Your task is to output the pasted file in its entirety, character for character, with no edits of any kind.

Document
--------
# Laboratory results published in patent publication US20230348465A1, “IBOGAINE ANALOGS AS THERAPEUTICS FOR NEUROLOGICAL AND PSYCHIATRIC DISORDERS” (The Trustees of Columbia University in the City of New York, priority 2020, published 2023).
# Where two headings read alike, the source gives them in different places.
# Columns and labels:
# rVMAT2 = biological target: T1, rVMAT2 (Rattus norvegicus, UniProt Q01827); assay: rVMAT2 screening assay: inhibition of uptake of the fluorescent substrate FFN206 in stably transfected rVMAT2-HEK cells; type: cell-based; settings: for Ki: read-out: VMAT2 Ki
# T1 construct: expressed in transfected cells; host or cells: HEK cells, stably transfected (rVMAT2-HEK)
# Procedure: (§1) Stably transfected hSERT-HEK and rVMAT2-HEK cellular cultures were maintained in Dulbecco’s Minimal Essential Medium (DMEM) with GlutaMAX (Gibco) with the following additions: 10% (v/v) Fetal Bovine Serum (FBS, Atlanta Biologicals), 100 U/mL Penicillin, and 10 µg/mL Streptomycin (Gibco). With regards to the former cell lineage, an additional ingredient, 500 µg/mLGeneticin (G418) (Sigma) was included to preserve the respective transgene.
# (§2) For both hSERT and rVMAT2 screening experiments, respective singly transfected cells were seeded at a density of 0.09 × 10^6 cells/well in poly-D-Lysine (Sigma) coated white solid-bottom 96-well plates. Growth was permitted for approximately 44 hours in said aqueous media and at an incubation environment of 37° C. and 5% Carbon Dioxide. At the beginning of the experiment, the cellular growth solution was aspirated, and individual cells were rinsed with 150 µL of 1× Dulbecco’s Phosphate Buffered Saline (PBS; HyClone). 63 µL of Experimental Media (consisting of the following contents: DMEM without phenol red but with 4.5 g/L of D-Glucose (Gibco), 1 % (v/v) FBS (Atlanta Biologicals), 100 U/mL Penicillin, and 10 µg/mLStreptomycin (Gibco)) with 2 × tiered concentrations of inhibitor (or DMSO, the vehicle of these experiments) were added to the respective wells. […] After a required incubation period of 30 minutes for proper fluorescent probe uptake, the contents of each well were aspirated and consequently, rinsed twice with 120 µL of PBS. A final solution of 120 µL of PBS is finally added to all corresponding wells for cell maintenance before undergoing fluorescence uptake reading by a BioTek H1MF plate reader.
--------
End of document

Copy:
# Laboratory results published in patent publication US20230348465A1, “IBOGAINE ANALOGS AS THERAPEUTICS FOR NEUROLOGICAL AND PSYCHIATRIC DISORDERS” (The Trustees of Columbia University in the City of New York, priority 2020, published 2023).
# Where two headings read alike, the source gives them in different places.
# Columns and labels:
# rVMAT2 = biological target: T1, rVMAT2 (Rattus norvegicus, UniProt Q01827); assay: rVMAT2 screening assay: inhibition of uptake of the fluorescent substrate FFN206 in stably transfected rVMAT2-HEK cells; type: cell-based; settings: for Ki: read-out: VMAT2 Ki
# T1 construct: expressed in transfected cells; host or cells: HEK cells, stably transfected (rVMAT2-HEK)
# Procedure: (§1) Stably transfected hSERT-HEK and rVMAT2-HEK cellular cultures were maintained in Dulbecco’s Minimal Essential Medium (DMEM) with GlutaMAX (Gibco) with the following additions: 10% (v/v) Fetal Bovine Serum (FBS, Atlanta Biologicals), 100 U/mL Penicillin, and 10 µg/mL Streptomycin (Gibco). With regards to the former cell lineage, an additional ingredient, 500 µg/mLGeneticin (G418) (Sigma) was included to preserve the respective transgene.
# (§2) For both hSERT and rVMAT2 screening experiments, respective singly transfected cells were seeded at a density of 0.09 × 10^6 cells/well in poly-D-Lysine (Sigma) coated white solid-bottom 96-well plates. Growth was permitted for approximately 44 hours in said aqueous media and at an incubation environment of 37° C. and 5% Carbon Dioxide. At the beginning of the experiment, the cellular growth solution was aspirated, and individual cells were rinsed with 150 µL of 1× Dulbecco’s Phosphate Buffered Saline (PBS; HyClone). 63 µL of Experimental Media (consisting of the following contents: DMEM without phenol red but with 4.5 g/L of D-Glucose (Gibco), 1 % (v/v) FBS (Atlanta Biologicals), 100 U/mL Penicillin, and 10 µg/mLStreptomycin (Gibco)) with 2 × tiered concentrations of inhibitor (or DMSO, the vehicle of these experiments) were added to the respective wells. […] After a required incubation period of 30 minutes for proper fluorescent probe uptake, the contents of each well were aspirated and consequently, rinsed twice with 120 µL of PBS. A final solution of 120 µL of PBS is finally added to all corresponding wells for cell maintenance before undergoing fluorescence uptake reading by a BioTek H1MF plate reader.